Climbing the Rockies (part II)

Dangerous Snowfields
Melting Snowfields


While exploring the displays in Alpine Visitro Center, some other explorers entered telling park rangers that a Wolverine was spotted not that far away. I rushed outside in hopes of catching a glimpse of this rarely seen animal in RMNP without success. Not really knowing what a wolverine looks like I perused the displays until I spotted a photo of one. Listening to park rangers tell about wolverines was interesting and hearing their thoughts on why this one was wandering around proved fascinating. Their theory was this wolverine was looking for a mate and that if one was not found soon it would head further north out of Rocky Mountain National Park. While keeping an eye out in the area where the wolverine had recently been spotted we scanned the scenery where deep snow fields blended with areas of brown indicating where the snow had just retreated from a day or two earlier. Areas where the snow had melted several days before where already green as plants had begun there quick summer season with other plants not far away blooming. It was interesting to see this summer progression of the snow receding and giving way as life returned to the hillsides.

Alpine Ridge Trail
The top of Alpine Ridge Trail


We decided to grab something to eat at the cafeteria located near the Alpine Visitor Center before proceeding on with our adventure. After a few moments of rest and eating we headed off to climb the Alpine Ridge Trail which would end up being the highest elevation we would reach during our time in RMNP. This was a short trail with a lot of climbing requiring us to move slowly as the elevation provides less oxygen making breathing more difficult. Park recommendations are to reach your summit by early afternoon as lighting becomes more likely later in the day so we were in a little bit of a hurry in order to avoid being at the top of this trail during the mid and late afternoon. Another great view of the mountains which surrounded us! From here you can see where the Colorado River begins its journey towards the Grand Canyon along with so many other mountain peaks. Heading back down towards our vehicle we spotted several dark clouds heading our way but we managed to get to the top and back down without experiencing lightning first hand at the top of a mountain.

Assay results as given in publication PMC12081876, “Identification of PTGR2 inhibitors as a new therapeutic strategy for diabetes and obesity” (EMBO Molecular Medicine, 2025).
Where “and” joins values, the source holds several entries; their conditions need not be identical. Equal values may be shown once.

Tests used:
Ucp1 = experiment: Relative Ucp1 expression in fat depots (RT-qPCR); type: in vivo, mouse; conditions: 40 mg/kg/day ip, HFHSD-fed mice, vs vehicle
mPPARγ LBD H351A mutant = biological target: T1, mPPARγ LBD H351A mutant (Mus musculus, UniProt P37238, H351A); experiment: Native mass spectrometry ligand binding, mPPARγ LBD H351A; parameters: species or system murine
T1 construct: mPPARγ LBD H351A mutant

Lightning Warning
Lightning Warning


On to find the trail that takes a spot on our National Parks Edition Monopoly Board – Flattop Mountain Trail. This required driving over 30 miles to Bear Lake to reach the trailhead leading to our targeted destination. During this drive there was once again incredible scenery from all of the flowers blooming along the roadside to rapidly flowing rivers. I found several types of flowers I would like to add to my yard someday. It is a little more difficult to create all of the snow melting into rivers in my yard so I just need to enjoy the photos and memories for now. Once Bear Lake was reached we headed for the trails and began ascending towards our objective. This was a short 2 mile hike with the intention of staying below the tree line so as to avoid any possible threat of lightning. As we reached Flattop Trail we took a few moments to rest and take in the surrounding of stones, trees, and the occasional critter wandering in the forest. It was starting to get late in the day and we were tired after all of our hiking and exploring so the decision was made to descend back to the car and return to the lodge for food and a good nights sleep.

Flattop Mountain Trail
Flattop Mountain Trail

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